Your Guide To High Speed

Part 1: Introduction

Summary: In this video, Ryan gives an overview of what will be covered in our multi-part series on high speed filmmaking, as well as defines high speed video and how it is used.

Length: 3:04 minutes

Video Lesson


High speed video is sexy right? I mean, you slow down your average action shot and now you have something with style and grace and a lot more production value. But shooting high speed video isn’t quite as straightforward as you might think. So we teamed up with Via Films in order to bring you this series on shooting high-speed video so that you can walk away with footage you can actually use.

What Is High Speed?

Riding A Bull At High Speed (CS001)
So what is high speed video? Technically high speed video is video recorded at high frame rates for playback at a slower frame rate, which results in slow motion. In the industry we call this “overcranking.” For example, action recorded at 48 frames per second and played back at 24 frames per second will be half the speed as what we normally see.

Old Fashioned Crank Camera (CS001)
The term “overcranking” comes from the very early days when film cameras used to be cranked by hand. Cranking the camera at a higher rate fed film through the camera faster, creating more frames per second.

Phantom Flex 4K Frame Rate Options (CS001)
The faster the recorded frame rate, the slower the playback can look. While there are a lot of VERY fancy computer programs and plugins that can take standard frame rates and give the look of slow motion, the results typically do not look as smooth as capturing it at high speed in camera.

Bullet Through Frozen Red Flower At High Speed (CS001)
In this series we are going to take a detailed look at shooting high speed video. We will cover the basics of choosing appropriate frame rates for different subjects and actions, what triggering methods are best with each kind of events, common workflows, and the special considerations to be aware of when it comes to lighting. We’ll top it off by comparing the results of different high speed cameras shooting at various frame rates.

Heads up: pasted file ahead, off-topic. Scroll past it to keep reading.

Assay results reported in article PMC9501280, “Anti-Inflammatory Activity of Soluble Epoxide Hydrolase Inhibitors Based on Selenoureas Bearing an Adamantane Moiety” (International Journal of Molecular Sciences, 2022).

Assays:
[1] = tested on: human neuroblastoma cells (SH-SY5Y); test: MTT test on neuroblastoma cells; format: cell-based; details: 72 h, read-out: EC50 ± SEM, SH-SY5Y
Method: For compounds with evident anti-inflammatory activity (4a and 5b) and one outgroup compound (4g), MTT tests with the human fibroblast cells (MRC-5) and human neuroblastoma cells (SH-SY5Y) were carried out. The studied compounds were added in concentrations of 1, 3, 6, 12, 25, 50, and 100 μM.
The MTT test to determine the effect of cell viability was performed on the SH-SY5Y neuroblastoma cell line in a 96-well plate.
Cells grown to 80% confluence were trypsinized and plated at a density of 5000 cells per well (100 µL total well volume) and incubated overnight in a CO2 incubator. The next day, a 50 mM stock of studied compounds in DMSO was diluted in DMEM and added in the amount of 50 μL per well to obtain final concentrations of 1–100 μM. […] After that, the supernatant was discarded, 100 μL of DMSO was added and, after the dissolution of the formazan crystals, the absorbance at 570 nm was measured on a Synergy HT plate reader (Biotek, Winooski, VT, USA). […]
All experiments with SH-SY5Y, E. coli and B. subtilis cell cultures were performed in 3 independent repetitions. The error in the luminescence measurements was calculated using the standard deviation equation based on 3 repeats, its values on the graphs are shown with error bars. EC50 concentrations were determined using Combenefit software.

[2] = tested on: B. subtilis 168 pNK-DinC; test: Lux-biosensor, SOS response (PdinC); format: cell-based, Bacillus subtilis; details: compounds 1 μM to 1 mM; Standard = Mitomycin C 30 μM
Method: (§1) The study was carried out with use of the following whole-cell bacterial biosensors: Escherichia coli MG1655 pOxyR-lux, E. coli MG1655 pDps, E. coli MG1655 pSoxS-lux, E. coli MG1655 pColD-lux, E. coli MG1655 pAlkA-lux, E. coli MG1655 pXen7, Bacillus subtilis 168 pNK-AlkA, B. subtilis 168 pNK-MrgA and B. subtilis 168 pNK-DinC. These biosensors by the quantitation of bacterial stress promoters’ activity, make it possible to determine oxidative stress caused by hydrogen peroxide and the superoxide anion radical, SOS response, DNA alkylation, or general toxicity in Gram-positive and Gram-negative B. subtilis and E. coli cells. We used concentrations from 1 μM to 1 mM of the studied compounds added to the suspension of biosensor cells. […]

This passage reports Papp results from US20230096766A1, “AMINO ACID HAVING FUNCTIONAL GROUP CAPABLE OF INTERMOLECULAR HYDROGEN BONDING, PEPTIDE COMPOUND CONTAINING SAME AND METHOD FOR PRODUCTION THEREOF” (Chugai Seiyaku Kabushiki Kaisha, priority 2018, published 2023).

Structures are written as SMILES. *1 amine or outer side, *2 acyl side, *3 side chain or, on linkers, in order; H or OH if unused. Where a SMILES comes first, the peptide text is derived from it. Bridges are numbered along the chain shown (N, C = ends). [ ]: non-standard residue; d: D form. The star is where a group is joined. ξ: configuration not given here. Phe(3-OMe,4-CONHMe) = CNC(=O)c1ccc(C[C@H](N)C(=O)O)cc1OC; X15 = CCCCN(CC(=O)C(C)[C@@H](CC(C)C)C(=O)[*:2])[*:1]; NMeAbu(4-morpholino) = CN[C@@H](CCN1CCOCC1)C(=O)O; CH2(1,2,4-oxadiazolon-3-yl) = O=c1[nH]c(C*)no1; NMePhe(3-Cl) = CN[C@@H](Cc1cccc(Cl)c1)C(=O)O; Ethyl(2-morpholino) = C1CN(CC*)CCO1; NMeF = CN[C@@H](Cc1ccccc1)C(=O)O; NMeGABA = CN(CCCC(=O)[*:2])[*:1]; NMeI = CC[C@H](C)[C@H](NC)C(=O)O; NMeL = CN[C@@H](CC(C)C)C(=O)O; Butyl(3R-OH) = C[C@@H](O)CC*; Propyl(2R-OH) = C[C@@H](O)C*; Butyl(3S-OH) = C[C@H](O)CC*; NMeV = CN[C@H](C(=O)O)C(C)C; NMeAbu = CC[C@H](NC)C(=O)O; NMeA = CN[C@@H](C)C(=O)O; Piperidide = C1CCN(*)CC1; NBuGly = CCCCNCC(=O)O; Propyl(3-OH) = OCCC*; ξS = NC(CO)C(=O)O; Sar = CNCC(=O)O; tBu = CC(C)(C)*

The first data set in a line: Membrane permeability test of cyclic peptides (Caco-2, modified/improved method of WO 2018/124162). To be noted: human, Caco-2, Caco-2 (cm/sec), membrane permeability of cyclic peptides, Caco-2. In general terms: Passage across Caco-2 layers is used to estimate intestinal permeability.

Girl With Glitter At High Speed (CS001)
High speed video, or slow motion, can be a very effective tool to use in your storytelling tool belt. You can subtly add weight to a shot by recording it at 30 frames per second and playing it back at 24 frames per second, or you can go extreme and record at 1,000 frames per second. But regardless of your choice of frame rate, slow motion is most effective when it is used to add emphasis to an action. For example, pouring water on tomatoes doesn’t look as lush and inviting at regular speed as it does when it is recorded at high speed. Water gently cascading over tomatoes adds grace to the action, more than the reality of a cup of water being dumped on it. This added styling is a helpful tool to use if you are marketing your fresh produce.

Final Thoughts

So before you go out and shoot something in slow motion just because you can, ask yourself how it’s contributing to the story you are telling. If it’s not adding to it, then it is taking away from it. And that’s never a good thing.

So what do you like most about slow-motion video? Or what are some of your favorite shots from a feature film or commercial that you’ve seen? Or where have you ever seen slow motion video applied wrong? Let me know by leaving a comment below. And if you have any questions, ask away, and I’ll be sure to respond.

Tools We Used

Camera / Audio

High Speed Cameras

Interview Camera Package

Behind the Scenes (BTS) Cameras

Lighting / Grip Gear

How To Cinematically Light A Corporate Video (Cinematic Lighting Lesson 20)
How To Light Quickly (Cinematic Lighting Lesson 19)
Your Guide To High Speed, Part 6: Five Tips For A Successful Shoot
Your Guide To High Speed, Part 5: Lighting Six High Speed Sets
Your Guide To High Speed, Part 4: Common Lighting Problems
Your Guide To High Speed, Part 3: Camera Operation & Workflow
Your Guide To High Speed, Part 2: Frame Rate
Your Guide To High Speed, Part 1: Introduction
Lighting For Extreme Frame Rates (Cinematic Lighting Lesson 21)
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